Highlights: Girl Of The Year, The Summer I Met You, The Last Song
Two feelings at work here. One: The End Of The Pier sees The Distractions doing the absolute best they can. Two: however ridiculously consistent, well thought out and well-written this album may be, the songwriting just never threatens to raise them above ‘well, another good band from Manchester’. Lovely melodies, decent hooks, pleasant vibes. It is just that the excitement is way too measured and moderate.
You can imagine them coming to the studio 32 years after their previous (and debut) album, Nobody’s Perfect, with a clear intention of recording 10 perfect Distractions songs. No filler. And the interesting thing is – they succeed. They achieve that. It is just that you wanted more.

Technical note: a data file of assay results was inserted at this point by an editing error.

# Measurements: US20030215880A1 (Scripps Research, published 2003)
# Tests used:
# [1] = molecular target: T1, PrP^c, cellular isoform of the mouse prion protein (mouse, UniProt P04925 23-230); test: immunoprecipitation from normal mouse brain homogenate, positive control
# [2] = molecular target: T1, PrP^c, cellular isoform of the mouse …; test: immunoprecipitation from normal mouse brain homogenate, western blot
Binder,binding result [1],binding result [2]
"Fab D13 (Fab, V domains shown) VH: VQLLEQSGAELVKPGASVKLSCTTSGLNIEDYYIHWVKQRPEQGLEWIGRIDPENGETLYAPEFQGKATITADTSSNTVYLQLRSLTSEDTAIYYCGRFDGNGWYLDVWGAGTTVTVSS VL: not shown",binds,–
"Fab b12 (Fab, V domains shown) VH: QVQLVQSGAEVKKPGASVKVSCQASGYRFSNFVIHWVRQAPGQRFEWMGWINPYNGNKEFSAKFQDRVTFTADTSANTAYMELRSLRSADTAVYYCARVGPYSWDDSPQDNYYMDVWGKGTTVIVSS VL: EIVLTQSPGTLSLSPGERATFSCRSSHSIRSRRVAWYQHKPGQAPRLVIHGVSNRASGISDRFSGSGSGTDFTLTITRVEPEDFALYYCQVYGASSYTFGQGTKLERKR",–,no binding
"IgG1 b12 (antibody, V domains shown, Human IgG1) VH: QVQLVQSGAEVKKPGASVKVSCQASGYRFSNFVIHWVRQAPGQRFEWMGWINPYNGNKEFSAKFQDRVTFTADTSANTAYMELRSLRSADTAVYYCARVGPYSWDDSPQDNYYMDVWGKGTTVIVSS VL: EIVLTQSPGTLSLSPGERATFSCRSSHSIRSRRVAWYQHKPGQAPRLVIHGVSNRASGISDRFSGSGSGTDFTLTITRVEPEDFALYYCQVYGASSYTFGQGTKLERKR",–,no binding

In some way, this record reminds me of Whipping Boy (particularly their eponymous, posthumously released third) – the main difference being the lack of that sweeping emotional edge the Irish band was so good at. But while this is a lot more placid and understated, eventually slow-burning tracks like “Too Late To Change” or “When It Was Mine” will charm you with their soft and pretty guitar lines and gentle, unobtrusive vocal melodies. Some of it may be more immediate, like the masterful pop-rocker “The Summer I Met You” (nice bass line!), but overall it is all quite mellow. The sad, quietly desperate “The Last Song” sounds like a fitting closer.
In the end, The End Of The Pier leaves a very pleasant aftertaste. There’s no getting away from it: it’s a very good album. And way too good to be great.